MITRE Caldera for OT is now publicly available as an extension to the open-source Caldera platform, allowing security teams to run automated adversary emulation exercises that are specifically focused on threats to operational technology (OT).
The first Caldera for OT extensions were developed in partnership between the Homeland Security Systems Engineering and Development Institute (HSSEDI), a federally funded research and development center that is managed and operated by MITRE for the Department of Homeland Security (DHS), and the Cybersecurity and Infrastructure Security Agency (CISA) to increase the resiliency of critical infrastructure.
Adversary emulation has long helped defenders of information systems exercise and improve their cyber defenses by using real adversary techniques. As an open-source, scalable adversary emulation platform with MITRE ATT&CK as its backbone, Caldera helps cyber defenders save time, money, and energy by automating adversary emulation operations, security assessments, and red-, blue-, and purple-teaming.
With the release of Caldera for OT, defenders of industrial control systems now have the same benefit. Caldera for OT also enables Factory and Security Acceptance Testing (FAT/SAT), where a reliable and consistent testing process is critical to ensure an accurate and repeatable assessment.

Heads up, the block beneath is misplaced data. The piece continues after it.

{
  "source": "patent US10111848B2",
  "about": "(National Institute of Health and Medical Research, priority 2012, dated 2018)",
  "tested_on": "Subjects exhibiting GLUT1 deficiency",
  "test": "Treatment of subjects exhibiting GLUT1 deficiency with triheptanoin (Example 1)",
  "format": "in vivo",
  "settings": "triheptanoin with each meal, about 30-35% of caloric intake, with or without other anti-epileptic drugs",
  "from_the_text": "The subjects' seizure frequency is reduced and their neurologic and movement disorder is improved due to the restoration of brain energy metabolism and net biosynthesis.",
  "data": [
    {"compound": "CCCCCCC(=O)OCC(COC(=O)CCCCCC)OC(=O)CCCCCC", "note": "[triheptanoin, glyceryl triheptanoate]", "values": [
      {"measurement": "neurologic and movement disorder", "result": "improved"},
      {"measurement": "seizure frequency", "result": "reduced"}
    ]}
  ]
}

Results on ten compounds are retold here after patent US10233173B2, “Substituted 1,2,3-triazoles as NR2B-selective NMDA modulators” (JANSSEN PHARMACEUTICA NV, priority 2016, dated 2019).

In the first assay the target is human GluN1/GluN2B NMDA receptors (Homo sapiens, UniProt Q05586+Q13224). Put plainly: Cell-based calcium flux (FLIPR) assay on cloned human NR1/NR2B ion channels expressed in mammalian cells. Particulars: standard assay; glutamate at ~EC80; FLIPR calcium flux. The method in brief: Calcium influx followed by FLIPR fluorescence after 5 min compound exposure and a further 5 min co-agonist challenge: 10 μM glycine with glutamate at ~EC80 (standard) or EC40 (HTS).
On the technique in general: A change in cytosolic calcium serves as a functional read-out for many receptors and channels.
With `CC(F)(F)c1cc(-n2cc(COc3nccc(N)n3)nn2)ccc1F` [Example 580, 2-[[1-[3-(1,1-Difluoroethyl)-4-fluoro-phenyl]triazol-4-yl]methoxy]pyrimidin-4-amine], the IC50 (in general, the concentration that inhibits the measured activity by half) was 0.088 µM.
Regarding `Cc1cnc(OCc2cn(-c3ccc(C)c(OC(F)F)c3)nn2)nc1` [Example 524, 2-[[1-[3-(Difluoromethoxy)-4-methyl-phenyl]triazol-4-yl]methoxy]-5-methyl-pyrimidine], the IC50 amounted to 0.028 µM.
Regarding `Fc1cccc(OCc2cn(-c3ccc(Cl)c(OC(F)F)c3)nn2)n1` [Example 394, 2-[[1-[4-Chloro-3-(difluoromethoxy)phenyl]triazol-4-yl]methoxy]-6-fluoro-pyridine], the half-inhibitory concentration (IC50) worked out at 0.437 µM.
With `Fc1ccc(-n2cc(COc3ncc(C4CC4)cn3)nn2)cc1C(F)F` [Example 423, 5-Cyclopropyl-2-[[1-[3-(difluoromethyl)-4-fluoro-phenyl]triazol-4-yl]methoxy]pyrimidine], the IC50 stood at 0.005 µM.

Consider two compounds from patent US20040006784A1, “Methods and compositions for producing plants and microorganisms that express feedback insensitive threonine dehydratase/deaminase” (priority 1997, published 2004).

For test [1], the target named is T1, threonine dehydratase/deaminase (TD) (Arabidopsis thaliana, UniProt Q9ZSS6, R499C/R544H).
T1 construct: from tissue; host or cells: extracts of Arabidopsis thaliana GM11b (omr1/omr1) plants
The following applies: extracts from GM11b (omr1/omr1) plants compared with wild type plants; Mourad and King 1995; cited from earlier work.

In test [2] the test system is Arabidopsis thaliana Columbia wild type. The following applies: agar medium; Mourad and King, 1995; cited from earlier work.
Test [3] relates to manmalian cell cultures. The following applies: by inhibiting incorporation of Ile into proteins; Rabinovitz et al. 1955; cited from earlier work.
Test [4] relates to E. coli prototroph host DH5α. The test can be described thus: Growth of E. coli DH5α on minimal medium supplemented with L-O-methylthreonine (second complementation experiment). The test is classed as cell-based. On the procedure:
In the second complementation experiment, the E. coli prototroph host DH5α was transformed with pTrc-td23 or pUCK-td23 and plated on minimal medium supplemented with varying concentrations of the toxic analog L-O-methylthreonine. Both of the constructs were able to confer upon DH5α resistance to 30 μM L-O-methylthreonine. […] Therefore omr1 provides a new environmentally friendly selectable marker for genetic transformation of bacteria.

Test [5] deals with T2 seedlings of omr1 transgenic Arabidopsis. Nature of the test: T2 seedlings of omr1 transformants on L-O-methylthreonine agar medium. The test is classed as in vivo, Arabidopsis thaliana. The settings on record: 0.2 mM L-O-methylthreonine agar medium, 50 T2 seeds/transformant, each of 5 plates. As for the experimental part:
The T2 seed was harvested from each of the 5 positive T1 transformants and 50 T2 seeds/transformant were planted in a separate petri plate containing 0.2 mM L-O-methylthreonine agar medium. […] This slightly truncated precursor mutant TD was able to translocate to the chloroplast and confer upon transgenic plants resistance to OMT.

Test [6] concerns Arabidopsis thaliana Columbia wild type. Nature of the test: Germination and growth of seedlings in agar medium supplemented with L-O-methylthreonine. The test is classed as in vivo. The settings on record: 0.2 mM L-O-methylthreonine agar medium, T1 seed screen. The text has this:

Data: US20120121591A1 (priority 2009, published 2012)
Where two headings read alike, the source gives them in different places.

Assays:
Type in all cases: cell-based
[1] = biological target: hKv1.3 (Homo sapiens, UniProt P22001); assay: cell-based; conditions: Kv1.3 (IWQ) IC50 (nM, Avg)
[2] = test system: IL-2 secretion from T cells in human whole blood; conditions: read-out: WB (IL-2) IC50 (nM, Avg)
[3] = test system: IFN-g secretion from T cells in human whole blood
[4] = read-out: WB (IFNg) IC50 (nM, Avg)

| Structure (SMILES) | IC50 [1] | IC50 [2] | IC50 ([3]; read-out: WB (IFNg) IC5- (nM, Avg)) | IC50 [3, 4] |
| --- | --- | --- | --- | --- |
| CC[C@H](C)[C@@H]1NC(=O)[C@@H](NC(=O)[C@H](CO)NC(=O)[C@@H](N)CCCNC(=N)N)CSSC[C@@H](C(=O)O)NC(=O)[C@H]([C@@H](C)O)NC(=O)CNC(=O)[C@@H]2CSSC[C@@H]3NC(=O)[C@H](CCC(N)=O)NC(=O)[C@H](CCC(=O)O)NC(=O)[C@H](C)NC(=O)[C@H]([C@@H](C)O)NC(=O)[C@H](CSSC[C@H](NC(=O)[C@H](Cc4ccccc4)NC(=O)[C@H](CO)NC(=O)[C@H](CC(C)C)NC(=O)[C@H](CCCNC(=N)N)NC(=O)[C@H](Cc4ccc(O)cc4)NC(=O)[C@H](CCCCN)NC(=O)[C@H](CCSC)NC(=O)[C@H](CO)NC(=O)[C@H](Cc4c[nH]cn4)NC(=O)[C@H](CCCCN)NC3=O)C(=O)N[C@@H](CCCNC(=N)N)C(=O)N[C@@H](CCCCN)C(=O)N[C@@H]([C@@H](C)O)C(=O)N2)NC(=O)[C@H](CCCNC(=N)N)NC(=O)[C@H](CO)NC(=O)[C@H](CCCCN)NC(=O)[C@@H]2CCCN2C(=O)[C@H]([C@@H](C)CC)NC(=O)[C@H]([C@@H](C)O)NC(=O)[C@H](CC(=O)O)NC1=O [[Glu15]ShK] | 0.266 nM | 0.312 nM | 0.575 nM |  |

“Protecting our nation’s critical infrastructure is essential. With Caldera for OT, we are pleased to partner with CISA to help defenders of operational technology exercise and improve the defenses of these critical systems,” said Yosry Barsoum, VP and director, Center for Securing the Homeland at MITRE.
This work emerged from CISA and HSSEDI’s collaboration to automate adversary emulation simulations in CISA’s Control Environment Laboratory Resource (CELR), a simulated environment for research on operational technology.
CISA and HSSEDI identified adversary techniques to emulate and built them into Caldera. These techniques and abilities form the foundation of the Caldera for OT extensions. To date, CISA has used Caldera to help its government and industry partners learn how best to address threats to their OT systems.
“Continued cyber threats to OT systems require a concerted focus on supporting the critical infrastructure community with actionable tools and resources,” said Eric Goldstein, executive assistant director for cybersecurity at CISA.
“Through our ongoing collaboration with HSSEDI, we are leveraging our collective expertise and resources to develop innovative measures that safeguard critical systems. Caldera for OT, as well as CELR, can help critical infrastructure owners and operators protect their systems against emerging threats,” Goldstein continued.
Caldera for OT is now available on GitHub. As an open-source platform, Caldera for OT will continue expanding to new environments, protocols, and attacks.